A Salford lecturer is using National Grief Awareness Week to encourage bereaved people to talk more about their experience.

There is a longstanding taboo that grief should be handled alone by the individuals that have experienced the loss.

Rachel Mallen, lecturer in counselling and psychotherapy at the University of Salford, said “I think that it’s something that you learn to live with, I think it comes in waves and also that grief can manifest physically. I think it’s important to break the taboo wherever possible just to allow people to have a voice in grief.”

Statistics by Child Bereavement UK show that one in 29 five–16-year-olds has been bereaved of a parent or sibling.

Grief can greatly affect the body; it can impact your appetite, your sleep pattern and even cause physical pain which can also reduce your ability to fight off minor infections.

Infographic created by Alice Peoples

The run-up to Christmas can also be an especially hard time for many grieving families, which is why Salford organisation Aspire have organised a Dementia Memorial Service.

Aspire is an organisation that supports people with dementia and/or learning disabilities and complex needs. They also support people who are at the end of life or who have been bereaved due to dementia.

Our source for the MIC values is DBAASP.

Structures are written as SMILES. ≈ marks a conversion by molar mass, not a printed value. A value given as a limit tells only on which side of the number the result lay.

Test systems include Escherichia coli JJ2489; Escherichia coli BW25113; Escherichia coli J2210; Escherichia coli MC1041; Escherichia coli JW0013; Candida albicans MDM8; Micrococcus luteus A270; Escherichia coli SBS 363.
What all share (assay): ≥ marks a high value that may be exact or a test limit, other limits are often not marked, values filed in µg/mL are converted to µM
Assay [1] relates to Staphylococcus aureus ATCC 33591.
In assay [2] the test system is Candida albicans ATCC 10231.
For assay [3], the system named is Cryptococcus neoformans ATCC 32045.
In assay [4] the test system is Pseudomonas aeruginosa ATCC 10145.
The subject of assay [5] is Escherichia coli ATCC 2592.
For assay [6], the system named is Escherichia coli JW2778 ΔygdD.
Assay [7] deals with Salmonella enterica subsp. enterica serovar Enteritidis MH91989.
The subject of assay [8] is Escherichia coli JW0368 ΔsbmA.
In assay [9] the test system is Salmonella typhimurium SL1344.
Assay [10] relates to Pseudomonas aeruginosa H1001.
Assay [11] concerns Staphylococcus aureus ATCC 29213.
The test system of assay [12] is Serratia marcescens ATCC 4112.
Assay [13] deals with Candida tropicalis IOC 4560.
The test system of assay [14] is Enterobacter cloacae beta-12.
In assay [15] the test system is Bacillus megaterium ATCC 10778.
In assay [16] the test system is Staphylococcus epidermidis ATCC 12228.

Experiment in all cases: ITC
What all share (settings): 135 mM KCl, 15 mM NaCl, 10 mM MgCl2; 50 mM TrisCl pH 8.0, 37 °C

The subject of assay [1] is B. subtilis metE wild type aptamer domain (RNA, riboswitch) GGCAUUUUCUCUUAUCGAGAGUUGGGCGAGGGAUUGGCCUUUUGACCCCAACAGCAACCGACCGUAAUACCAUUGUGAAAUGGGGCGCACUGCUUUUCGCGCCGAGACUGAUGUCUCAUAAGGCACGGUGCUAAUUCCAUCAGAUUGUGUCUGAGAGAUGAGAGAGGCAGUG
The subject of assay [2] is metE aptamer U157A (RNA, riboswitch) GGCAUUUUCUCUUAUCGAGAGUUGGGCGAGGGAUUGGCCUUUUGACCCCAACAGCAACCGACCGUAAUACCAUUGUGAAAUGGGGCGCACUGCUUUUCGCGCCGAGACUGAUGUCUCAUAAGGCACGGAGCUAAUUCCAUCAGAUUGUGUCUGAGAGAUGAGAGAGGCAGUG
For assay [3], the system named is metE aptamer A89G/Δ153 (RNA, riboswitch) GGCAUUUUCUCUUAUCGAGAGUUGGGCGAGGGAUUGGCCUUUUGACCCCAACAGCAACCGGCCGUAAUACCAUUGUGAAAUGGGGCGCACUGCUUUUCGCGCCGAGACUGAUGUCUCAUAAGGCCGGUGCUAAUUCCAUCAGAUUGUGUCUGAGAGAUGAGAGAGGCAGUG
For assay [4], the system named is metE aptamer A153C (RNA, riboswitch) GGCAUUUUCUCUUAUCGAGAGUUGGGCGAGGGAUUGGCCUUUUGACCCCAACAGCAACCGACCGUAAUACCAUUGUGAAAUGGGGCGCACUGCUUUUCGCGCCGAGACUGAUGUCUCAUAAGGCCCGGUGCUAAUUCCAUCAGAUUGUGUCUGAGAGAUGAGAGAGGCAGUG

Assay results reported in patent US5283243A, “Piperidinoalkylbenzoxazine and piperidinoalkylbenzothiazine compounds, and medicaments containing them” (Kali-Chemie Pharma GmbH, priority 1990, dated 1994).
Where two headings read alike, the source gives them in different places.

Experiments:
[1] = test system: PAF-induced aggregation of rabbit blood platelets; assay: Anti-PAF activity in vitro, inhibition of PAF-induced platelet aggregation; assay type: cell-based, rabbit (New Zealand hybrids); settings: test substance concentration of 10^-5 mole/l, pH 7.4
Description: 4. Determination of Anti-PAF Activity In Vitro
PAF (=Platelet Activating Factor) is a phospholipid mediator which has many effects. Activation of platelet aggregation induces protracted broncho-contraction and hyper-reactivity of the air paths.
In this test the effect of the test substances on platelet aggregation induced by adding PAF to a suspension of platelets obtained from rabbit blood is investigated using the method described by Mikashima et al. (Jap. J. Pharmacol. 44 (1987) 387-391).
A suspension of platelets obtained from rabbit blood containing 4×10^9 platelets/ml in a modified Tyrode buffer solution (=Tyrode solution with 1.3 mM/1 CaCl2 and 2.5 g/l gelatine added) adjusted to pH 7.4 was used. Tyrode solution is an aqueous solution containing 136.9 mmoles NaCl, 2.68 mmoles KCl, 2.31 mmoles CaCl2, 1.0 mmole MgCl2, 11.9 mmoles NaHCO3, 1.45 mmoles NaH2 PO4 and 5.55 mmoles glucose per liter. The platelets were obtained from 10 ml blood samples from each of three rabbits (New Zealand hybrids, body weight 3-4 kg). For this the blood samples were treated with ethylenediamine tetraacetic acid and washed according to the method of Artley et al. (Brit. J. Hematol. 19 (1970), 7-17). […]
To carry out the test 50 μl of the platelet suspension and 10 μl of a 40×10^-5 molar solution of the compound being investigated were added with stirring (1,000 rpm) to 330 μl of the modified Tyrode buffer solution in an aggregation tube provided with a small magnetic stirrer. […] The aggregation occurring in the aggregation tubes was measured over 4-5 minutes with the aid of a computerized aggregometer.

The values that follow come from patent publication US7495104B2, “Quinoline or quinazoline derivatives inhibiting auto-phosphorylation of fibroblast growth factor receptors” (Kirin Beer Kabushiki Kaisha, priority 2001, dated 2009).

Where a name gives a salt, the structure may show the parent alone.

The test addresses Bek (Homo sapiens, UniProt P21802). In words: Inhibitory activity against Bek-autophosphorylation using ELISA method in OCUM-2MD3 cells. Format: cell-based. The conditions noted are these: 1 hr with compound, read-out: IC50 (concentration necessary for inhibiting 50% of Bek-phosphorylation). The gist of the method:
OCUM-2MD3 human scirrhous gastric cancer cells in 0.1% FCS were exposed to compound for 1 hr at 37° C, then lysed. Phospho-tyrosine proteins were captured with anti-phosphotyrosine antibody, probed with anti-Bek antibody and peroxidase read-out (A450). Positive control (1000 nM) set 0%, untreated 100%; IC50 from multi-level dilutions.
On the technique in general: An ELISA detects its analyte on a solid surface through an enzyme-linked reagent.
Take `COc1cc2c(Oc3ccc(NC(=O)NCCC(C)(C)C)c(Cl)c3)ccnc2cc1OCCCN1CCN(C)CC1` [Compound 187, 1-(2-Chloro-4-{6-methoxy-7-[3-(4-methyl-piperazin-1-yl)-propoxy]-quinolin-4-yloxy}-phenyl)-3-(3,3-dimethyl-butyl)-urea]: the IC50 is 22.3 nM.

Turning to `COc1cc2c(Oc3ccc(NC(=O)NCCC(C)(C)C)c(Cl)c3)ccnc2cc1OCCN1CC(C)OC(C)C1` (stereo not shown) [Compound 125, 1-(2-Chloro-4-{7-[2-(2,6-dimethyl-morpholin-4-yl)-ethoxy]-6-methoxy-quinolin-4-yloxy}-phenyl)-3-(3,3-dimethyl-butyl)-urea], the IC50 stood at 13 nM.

Lisa Dickinson, CEO of Aspire, said: “Christmas is a time for memories, it’s a time for families to have traditions and when you lose somebody a lot of that is taken away from you. We want it to be reflective and poignant, but not sad.”

Lisa has also experienced bereavement due to dementia first-hand, after losing her father.

She said: “The thing that sticks in my head about grief and my journey, was being totally unprepared to experience death. When you’re caught in the middle of it, it feels like it’s never going to end.

“I think it’s really important to understand that grief is horrific, is life-changing but actually you can move on from it.”

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